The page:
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Indian government's unstable win

In wake of confidence vote, it faces shaky political alliances and corruption claims.

More hurdles: Prime Minister Singh must manage an unwieldy coalition to advance a nuclear deal, economic reforms.

B Mathur/Reuters

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India's prime minister, Manmohan Singh, scored one of the biggest victories of his political career when he won a knife-edge confidence vote in parliament Tuesday. But the triumph comes with strings that may weaken his government's prospects in upcoming general elections, expected to occur by May 2009.

The win will allow Mr. Singh to steam ahead with a groundbreaking but long-delayed nuclear deal with the United States upon which he has repeatedly staked his legacy and his government. It will also allow him to pass urgently needed economic reforms and rein in inflation, currently running at nearly 12 percent.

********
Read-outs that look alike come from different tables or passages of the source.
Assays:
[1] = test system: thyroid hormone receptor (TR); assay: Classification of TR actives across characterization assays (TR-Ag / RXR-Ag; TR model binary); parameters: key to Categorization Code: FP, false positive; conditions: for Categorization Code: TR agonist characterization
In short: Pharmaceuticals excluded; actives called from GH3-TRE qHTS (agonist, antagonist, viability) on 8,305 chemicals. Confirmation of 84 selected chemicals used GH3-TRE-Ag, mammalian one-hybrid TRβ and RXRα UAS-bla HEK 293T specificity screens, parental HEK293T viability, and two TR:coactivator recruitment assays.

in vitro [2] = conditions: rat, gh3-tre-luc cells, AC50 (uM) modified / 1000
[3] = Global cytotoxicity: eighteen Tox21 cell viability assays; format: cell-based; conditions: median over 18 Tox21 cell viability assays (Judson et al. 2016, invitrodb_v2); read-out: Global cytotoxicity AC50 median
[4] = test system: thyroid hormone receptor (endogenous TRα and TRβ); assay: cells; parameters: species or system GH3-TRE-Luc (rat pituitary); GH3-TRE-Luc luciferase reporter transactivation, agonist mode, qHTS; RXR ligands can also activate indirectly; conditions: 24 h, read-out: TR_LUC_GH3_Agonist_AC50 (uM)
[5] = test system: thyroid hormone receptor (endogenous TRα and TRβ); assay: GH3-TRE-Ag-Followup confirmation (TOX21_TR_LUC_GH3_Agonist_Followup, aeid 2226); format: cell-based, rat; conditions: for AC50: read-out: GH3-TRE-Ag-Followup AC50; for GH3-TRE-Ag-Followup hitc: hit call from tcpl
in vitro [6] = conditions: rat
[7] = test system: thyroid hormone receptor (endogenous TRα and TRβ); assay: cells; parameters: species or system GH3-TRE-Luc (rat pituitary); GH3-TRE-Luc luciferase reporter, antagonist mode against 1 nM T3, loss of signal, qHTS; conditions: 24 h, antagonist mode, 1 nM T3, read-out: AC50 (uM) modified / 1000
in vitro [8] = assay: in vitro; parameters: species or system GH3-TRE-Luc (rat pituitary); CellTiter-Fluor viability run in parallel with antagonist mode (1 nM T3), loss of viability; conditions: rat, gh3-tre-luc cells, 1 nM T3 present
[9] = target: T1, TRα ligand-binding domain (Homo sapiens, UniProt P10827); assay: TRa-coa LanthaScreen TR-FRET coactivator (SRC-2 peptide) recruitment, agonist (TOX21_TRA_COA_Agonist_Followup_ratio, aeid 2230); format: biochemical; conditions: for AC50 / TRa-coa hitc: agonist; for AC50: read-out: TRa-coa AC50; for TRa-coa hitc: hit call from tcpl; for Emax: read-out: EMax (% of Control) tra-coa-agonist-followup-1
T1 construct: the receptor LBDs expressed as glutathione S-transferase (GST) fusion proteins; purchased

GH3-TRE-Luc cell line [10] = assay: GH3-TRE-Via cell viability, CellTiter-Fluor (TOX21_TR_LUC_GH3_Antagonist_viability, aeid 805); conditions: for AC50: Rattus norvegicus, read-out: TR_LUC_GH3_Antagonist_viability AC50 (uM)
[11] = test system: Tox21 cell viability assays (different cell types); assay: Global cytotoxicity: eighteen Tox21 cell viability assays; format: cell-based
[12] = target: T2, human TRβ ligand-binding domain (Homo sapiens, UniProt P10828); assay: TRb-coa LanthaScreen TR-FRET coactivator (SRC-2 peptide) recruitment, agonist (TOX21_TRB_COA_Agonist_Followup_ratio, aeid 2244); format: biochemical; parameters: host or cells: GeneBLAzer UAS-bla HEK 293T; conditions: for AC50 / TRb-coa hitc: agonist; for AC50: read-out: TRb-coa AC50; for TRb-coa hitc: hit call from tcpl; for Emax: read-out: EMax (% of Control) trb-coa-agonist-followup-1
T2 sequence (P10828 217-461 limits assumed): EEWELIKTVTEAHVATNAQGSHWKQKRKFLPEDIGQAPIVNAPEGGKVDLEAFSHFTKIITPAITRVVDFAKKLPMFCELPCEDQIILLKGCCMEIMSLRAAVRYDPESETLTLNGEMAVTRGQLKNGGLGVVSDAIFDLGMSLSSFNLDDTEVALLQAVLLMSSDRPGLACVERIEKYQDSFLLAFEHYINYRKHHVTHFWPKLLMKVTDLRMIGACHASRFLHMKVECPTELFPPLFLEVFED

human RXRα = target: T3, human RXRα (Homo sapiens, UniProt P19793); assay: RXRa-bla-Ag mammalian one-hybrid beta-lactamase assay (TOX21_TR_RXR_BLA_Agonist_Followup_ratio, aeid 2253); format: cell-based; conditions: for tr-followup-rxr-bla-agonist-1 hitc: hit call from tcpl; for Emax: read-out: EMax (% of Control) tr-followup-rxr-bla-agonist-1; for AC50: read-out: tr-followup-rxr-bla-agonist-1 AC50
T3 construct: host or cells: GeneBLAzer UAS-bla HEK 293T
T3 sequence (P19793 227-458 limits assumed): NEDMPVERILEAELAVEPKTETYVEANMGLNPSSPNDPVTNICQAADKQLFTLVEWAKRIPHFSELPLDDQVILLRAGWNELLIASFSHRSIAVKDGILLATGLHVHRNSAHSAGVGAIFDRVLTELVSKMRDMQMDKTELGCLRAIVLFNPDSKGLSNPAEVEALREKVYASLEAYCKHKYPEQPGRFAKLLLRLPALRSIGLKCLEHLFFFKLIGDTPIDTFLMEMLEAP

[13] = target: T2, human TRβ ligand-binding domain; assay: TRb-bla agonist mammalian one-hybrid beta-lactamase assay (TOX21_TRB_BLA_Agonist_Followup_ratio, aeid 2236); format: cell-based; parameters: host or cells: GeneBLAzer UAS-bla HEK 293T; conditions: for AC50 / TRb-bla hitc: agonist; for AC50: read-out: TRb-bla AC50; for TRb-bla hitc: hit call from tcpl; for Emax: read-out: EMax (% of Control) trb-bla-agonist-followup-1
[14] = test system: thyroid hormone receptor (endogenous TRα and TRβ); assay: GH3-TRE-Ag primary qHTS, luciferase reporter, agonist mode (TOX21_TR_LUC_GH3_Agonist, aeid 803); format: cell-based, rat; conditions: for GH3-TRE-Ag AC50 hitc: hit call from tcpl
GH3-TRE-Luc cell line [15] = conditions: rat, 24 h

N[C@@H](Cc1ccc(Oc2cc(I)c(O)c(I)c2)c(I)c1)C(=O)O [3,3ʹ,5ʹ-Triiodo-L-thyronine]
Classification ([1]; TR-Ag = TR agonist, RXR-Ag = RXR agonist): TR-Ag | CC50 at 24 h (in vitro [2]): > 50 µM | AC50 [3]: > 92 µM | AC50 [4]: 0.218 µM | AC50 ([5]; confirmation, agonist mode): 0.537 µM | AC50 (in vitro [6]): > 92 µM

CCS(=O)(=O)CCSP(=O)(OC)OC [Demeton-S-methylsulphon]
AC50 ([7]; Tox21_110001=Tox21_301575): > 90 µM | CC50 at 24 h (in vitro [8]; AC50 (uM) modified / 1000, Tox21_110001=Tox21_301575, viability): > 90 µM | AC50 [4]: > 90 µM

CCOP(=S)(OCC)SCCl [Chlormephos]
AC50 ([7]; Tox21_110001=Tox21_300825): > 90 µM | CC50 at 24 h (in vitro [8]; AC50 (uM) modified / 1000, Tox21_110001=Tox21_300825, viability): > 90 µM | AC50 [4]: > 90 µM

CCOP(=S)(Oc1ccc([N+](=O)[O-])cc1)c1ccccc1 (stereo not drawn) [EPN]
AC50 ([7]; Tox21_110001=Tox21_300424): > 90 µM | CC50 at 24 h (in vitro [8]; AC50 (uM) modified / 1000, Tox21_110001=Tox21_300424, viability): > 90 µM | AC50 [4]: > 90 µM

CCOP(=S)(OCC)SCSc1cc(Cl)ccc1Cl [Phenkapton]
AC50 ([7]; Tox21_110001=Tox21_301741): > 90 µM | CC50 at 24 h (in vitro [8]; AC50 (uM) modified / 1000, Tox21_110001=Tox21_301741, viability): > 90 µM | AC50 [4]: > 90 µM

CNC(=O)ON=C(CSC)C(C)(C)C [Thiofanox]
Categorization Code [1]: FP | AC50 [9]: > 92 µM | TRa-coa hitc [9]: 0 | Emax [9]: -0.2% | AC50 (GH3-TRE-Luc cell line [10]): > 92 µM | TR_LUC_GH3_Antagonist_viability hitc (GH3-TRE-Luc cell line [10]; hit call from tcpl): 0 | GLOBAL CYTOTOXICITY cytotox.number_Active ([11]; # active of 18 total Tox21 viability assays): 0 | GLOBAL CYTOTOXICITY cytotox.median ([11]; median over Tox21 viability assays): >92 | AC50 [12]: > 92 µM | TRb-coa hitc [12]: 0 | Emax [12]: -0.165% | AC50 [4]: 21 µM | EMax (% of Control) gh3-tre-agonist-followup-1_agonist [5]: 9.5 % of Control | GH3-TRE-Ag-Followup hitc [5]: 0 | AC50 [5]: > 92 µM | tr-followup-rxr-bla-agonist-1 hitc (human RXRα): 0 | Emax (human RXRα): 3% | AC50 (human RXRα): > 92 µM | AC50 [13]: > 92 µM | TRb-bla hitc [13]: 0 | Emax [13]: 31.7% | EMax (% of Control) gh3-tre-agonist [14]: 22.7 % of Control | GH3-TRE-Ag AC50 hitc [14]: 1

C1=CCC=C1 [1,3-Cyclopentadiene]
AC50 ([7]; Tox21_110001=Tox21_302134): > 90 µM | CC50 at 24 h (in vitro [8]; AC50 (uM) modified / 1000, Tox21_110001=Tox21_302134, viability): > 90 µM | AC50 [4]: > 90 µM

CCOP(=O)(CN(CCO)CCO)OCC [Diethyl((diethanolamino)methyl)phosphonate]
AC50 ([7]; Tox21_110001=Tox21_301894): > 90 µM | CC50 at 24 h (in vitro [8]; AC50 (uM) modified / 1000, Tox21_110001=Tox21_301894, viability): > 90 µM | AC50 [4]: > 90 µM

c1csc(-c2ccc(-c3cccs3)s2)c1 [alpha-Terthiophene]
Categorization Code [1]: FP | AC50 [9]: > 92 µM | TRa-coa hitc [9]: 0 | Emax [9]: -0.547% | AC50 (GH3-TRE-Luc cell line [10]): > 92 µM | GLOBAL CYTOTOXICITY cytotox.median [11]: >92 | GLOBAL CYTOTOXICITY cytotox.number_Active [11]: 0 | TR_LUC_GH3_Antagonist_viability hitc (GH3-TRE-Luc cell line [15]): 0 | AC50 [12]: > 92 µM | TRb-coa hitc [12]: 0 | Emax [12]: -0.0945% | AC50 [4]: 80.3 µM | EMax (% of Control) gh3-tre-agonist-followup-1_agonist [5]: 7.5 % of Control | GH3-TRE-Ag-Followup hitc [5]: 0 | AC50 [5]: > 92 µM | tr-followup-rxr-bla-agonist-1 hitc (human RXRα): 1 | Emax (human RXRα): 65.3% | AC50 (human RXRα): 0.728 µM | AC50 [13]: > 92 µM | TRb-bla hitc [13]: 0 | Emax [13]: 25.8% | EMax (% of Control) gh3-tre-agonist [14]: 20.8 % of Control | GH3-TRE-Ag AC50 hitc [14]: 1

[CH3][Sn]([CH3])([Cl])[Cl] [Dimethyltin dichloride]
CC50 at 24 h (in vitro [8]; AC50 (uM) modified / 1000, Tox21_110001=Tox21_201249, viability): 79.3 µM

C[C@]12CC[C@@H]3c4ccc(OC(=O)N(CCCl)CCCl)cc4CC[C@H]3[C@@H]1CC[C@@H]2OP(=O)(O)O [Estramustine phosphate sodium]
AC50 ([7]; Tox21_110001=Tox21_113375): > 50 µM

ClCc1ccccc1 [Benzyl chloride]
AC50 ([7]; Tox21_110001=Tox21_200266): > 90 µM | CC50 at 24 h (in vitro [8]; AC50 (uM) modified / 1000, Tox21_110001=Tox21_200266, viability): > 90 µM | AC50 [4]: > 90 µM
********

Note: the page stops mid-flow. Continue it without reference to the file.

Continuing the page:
But salvaging his government has come with a price tag. In an intensely fought battle to cling to power, Singh's Congress-led coalition government, the United Progressive Alliance (UPA), was forced to cut deals with smaller, regional parties whose support may prove unreliable, say analysts.

And the government has been embarrassed by dramatic claims by the opposition Bharatiya Janata Party (BJP), that its allies offered cash for votes.

After two days of tumultuous debate in Parliament, the UPA won the confidence vote by a more comfortable majority than many had expected, with 275 seats, compared with 256 against.

The vote was sparked when the UPA's Communist allies withdrew their support from the government over the Indo-US nuclear deal, arguing that it would make India a stooge of the US.


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